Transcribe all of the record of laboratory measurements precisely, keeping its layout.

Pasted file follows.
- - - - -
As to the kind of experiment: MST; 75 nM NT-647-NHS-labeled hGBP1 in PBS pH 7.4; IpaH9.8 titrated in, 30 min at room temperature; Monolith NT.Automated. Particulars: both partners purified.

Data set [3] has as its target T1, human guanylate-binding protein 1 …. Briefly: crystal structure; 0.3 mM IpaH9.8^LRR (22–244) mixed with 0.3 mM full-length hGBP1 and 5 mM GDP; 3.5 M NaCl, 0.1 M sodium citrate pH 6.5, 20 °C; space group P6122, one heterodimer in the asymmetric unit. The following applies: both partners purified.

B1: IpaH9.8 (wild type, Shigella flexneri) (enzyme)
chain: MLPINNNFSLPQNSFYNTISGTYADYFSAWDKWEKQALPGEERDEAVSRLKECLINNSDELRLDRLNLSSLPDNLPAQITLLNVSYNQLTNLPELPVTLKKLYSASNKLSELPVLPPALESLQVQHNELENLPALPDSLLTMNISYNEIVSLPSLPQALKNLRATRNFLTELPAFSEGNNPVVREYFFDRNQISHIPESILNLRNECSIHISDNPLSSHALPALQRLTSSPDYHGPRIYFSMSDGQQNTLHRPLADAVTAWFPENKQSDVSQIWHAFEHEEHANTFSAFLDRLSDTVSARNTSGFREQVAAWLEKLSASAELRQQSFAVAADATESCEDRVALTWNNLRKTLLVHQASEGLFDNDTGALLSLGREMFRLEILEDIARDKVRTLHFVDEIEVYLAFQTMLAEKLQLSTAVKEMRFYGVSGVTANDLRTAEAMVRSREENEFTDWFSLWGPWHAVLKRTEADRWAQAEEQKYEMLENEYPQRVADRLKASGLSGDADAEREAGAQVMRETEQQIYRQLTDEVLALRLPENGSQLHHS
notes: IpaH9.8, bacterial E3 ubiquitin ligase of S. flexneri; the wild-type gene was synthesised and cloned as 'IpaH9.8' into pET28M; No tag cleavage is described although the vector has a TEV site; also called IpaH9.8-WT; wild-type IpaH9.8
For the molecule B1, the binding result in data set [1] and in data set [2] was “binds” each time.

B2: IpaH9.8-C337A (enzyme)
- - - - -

As to the kind of experiment: MST; 75 nM NT-647-NHS-labeled hGBP1 in PBS pH 7.4; IpaH9.8 titrated in, 30 min at room temperature; Monolith NT.Automated. Particulars: both partners purified.

Data set [3] has as its target T1, human guanylate-binding protein 1 …. Briefly: crystal structure; 0.3 mM IpaH9.8^LRR (22–244) mixed with 0.3 mM full-length hGBP1 and 5 mM GDP; 3.5 M NaCl, 0.1 M sodium citrate pH 6.5, 20 °C; space group P6122, one heterodimer in the asymmetric unit. The following applies: both partners purified.

B1: IpaH9.8 (wild type, Shigella flexneri) (enzyme)
chain: MLPINNNFSLPQNSFYNTISGTYADYFSAWDKWEKQALPGEERDEAVSRLKECLINNSDELRLDRLNLSSLPDNLPAQITLLNVSYNQLTNLPELPVTLKKLYSASNKLSELPVLPPALESLQVQHNELENLPALPDSLLTMNISYNEIVSLPSLPQALKNLRATRNFLTELPAFSEGNNPVVREYFFDRNQISHIPESILNLRNECSIHISDNPLSSHALPALQRLTSSPDYHGPRIYFSMSDGQQNTLHRPLADAVTAWFPENKQSDVSQIWHAFEHEEHANTFSAFLDRLSDTVSARNTSGFREQVAAWLEKLSASAELRQQSFAVAADATESCEDRVALTWNNLRKTLLVHQASEGLFDNDTGALLSLGREMFRLEILEDIARDKVRTLHFVDEIEVYLAFQTMLAEKLQLSTAVKEMRFYGVSGVTANDLRTAEAMVRSREENEFTDWFSLWGPWHAVLKRTEADRWAQAEEQKYEMLENEYPQRVADRLKASGLSGDADAEREAGAQVMRETEQQIYRQLTDEVLALRLPENGSQLHHS
notes: IpaH9.8, bacterial E3 ubiquitin ligase of S. flexneri; the wild-type gene was synthesised and cloned as 'IpaH9.8' into pET28M; No tag cleavage is described although the vector has a TEV site; also called IpaH9.8-WT; wild-type IpaH9.8
For the molecule B1, the binding result in data set [1] and in data set [2] was “binds” each time.

B2: IpaH9.8-C337A (enzyme)